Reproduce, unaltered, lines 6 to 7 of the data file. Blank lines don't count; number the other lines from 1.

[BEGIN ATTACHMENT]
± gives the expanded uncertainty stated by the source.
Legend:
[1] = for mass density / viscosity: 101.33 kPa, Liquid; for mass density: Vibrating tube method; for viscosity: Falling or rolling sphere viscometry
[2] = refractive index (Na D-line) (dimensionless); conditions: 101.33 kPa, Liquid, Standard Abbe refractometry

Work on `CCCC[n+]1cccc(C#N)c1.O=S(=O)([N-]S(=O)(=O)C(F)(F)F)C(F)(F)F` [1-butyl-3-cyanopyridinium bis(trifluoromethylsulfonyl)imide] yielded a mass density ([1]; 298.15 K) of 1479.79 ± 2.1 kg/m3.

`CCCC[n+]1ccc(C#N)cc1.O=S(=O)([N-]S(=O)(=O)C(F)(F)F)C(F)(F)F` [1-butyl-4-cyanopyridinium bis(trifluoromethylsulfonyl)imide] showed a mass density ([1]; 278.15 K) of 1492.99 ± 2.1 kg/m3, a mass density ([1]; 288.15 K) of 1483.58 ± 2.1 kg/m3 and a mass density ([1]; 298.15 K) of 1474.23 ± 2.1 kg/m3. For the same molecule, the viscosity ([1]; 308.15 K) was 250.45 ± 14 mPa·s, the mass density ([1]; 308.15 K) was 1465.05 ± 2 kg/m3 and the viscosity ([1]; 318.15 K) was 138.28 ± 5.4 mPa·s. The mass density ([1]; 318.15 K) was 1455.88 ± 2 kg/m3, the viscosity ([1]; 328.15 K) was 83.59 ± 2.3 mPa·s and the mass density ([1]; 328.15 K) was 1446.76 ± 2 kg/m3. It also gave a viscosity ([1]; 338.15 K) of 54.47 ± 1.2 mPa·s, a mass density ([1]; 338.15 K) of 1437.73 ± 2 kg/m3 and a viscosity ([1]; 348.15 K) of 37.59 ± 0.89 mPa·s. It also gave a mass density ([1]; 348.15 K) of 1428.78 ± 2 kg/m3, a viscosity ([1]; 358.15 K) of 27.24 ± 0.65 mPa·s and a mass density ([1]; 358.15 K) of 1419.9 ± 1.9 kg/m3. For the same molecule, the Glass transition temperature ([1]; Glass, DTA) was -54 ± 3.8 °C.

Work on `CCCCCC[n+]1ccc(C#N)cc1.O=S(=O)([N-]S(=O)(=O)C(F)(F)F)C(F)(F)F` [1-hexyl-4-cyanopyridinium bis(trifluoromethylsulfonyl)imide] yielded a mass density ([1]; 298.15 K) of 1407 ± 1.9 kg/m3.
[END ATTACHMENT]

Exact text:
`CCCC[n+]1ccc(C#N)cc1.O=S(=O)([N-]S(=O)(=O)C(F)(F)F)C(F)(F)F` [1-butyl-4-cyanopyridinium bis(trifluoromethylsulfonyl)imide] showed a mass density ([1]; 278.15 K) of 1492.99 ± 2.1 kg/m3, a mass density ([1]; 288.15 K) of 1483.58 ± 2.1 kg/m3 and a mass density ([1]; 298.15 K) of 1474.23 ± 2.1 kg/m3. For the same molecule, the viscosity ([1]; 308.15 K) was 250.45 ± 14 mPa·s, the mass density ([1]; 308.15 K) was 1465.05 ± 2 kg/m3 and the viscosity ([1]; 318.15 K) was 138.28 ± 5.4 mPa·s. The mass density ([1]; 318.15 K) was 1455.88 ± 2 kg/m3, the viscosity ([1]; 328.15 K) was 83.59 ± 2.3 mPa·s and the mass density ([1]; 328.15 K) was 1446.76 ± 2 kg/m3. It also gave a viscosity ([1]; 338.15 K) of 54.47 ± 1.2 mPa·s, a mass density ([1]; 338.15 K) of 1437.73 ± 2 kg/m3 and a viscosity ([1]; 348.15 K) of 37.59 ± 0.89 mPa·s. It also gave a mass density ([1]; 348.15 K) of 1428.78 ± 2 kg/m3, a viscosity ([1]; 358.15 K) of 27.24 ± 0.65 mPa·s and a mass density ([1]; 358.15 K) of 1419.9 ± 1.9 kg/m3. For the same molecule, the Glass transition temperature ([1]; Glass, DTA) was -54 ± 3.8 °C.

Work on `CCCCCC[n+]1ccc(C#N)cc1.O=S(=O)([N-]S(=O)(=O)C(F)(F)F)C(F)(F)F` [1-hexyl-4-cyanopyridinium bis(trifluoromethylsulfonyl)imide] yielded a mass density ([1]; 298.15 K) of 1407 ± 1.9 kg/m3.